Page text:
Wheat Cover Crop Management

  • Mike plants a wheat cover crop each year on approximately 300 acres of highly erodible land (HEL) because he likes the flexibilty of a large planting window and ease of termination.
  • Seeds bin-run wheat cover crop* at approximately 60 lbs/acre for a total seed cost of $5-$6/acre.
  • Broadcasts cover crop seed with fall fertilizer application immediately after harvest and incorporates both with Salford tillage tool (turbo till/vertical tillage).
  • Terminates wheat cover crop in the spring before it heads out, or when it’s approximately 12-14" tall, by burning down with an herbicide application (wheat is not harvested).
  • Plants directly into the cover crop residue with a no-till planter (no spring tillage).
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Measuring the impact of Cover Crops on Soil Health on the SHP Research Field

On his SHP research field, Mike is trialing a cereal rye cover crop before soybeans, and an oats and radish mix before corn (four strips with cover crops and four without any cover crop). This has given him the opportunity to experiment with cover crops in addition to wheat.
SHP sampled soils on Mike’s research field in 2016 and 2018 (before and after implementing a cover crop). Based on these results, average soil organic matter for the cover cropped strips (but not the control strips) increased significantly between 2016 and 2018 (at 99% confidence level; see graph). Increases in organic matter often result in improved soil structure and function. This means Mike might see long-term benefits in soil water holding capacity and nutrient cycling and availability as a result of using cover crops.

Without the cover crop, Mike estimates that he would need to apply a higher rate of herbicide—or a more costly mix—that would cost him at least an additional $10 per acre in weed control.

Estimating the weed control benefit of the wheat cover crop

  • After termination, the residue from the wheat cover forms a thick mat on the surface of the soil.
  • The cover crop residue effectively acts as a mulch that can suppress weeds and disrupt conditions for the germination of weed seeds.
  • How much is this reduced weed pressure worth? With a cover crop, Mike’s herbicide costs run approximately $8-$10/acre for a glyphosate and 2,4-D mix. Without the cover crop, Mike estimates that he would need to apply a higher rate of herbicide—or a more costly mix—that would cost him at least an additional $10 per acre in weed control.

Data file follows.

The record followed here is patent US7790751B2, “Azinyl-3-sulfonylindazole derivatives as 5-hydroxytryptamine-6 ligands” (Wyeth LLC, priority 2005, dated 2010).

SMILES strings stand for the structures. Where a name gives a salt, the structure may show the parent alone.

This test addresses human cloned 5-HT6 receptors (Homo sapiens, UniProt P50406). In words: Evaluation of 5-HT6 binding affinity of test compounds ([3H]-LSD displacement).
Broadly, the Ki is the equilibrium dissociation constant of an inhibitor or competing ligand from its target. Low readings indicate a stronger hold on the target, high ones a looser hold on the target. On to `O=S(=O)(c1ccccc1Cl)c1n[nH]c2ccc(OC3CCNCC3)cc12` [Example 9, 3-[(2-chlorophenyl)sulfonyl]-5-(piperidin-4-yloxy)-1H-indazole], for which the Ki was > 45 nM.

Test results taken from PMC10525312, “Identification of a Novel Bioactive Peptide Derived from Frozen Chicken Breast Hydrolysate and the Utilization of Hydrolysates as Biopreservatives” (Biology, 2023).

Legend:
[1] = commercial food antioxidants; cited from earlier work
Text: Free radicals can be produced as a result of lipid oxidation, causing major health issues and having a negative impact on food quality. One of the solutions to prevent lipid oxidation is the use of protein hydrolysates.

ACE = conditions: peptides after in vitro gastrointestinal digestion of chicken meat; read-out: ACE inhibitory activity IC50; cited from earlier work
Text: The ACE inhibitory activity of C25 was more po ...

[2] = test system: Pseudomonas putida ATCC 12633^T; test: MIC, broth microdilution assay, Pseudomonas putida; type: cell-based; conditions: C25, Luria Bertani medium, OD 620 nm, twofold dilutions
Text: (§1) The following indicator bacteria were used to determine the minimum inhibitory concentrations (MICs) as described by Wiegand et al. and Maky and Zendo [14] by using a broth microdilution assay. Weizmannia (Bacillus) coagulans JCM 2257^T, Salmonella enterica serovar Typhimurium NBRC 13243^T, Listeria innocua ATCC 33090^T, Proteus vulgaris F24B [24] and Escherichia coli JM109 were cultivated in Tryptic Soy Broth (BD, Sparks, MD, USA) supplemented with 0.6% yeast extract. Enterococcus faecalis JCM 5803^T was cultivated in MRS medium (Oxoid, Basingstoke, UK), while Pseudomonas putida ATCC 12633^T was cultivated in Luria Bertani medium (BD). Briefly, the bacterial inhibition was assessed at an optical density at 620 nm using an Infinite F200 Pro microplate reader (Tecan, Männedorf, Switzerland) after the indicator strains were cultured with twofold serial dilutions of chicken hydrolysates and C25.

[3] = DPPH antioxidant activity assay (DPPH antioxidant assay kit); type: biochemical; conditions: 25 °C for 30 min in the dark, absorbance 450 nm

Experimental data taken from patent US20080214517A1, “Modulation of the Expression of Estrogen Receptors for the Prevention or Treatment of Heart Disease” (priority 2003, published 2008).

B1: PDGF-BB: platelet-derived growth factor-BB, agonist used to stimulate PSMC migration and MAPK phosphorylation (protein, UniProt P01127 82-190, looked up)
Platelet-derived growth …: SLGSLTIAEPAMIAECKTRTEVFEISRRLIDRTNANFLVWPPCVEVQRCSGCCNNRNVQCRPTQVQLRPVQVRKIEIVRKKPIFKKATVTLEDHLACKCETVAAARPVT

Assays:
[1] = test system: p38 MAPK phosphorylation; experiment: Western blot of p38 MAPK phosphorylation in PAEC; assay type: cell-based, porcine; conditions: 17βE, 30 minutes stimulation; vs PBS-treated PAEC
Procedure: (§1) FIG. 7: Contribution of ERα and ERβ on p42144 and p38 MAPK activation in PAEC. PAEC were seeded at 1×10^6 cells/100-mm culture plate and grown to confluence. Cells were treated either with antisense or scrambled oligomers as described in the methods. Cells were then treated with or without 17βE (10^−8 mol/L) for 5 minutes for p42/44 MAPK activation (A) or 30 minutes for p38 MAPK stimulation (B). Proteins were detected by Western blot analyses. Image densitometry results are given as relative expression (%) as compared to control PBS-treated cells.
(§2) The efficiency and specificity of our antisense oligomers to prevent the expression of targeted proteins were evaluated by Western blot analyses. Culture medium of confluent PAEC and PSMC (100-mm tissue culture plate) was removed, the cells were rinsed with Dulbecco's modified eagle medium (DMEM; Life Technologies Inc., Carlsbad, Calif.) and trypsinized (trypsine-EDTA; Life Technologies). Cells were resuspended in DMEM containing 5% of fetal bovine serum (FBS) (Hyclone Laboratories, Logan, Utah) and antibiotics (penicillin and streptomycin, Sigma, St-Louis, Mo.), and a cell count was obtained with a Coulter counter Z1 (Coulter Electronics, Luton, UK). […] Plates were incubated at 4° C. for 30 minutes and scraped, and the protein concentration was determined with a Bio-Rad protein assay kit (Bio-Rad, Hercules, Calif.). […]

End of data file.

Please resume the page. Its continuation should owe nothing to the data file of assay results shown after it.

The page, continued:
Highly Erodible Land (HEL) and Soil Health Practices

Conservation Compliance provisions were originally enacted as part of the 1985 Farm Bill. They require that farmers like Mike who grow crops on HEL use conservation practices (such as reduced tillage) to be eligible for federal programs such as disaster assistance, conservation programs, or crop insurance premium subsidies. Although he is not required to do so, adding cover crops to his HEL ensures he is going above and beyond to minimize soil erosion.

Economic Takeaways

Cover crops were a good fit

Implementing cover crops on his HEL was a natural fit for Mike after he started experimenting with cover crops on his SHP research field. Because he had already adopted minimum-till on his HEL to meet conservation compliance requirements, there was no additional cost for seeding or terminating the cover crop except for the seed cost.


Spending less on weed control

Mike found that he needed to use fewer herbicides during the growing season due to his wheat cover crop. Being able to put a dollar value on weed control has encouraged Mike to increase his use of cover crops.

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*Why is there no additional cost for seeding the cover crop, or burning it down in the Spring? Because Mike spreads fall fertilizer and incorporates it, there is no additional cost to seed and incorporate the cover crop. There is no additional cost to terminate the cover crop because he uses a similar herbicide program to control weeds (in a minimum tillage system without cover crops) and terminate the wheat cover crop (in a minimum tillage system with the wheat cover crop).

You can find a print version of this business case by clicking the button below.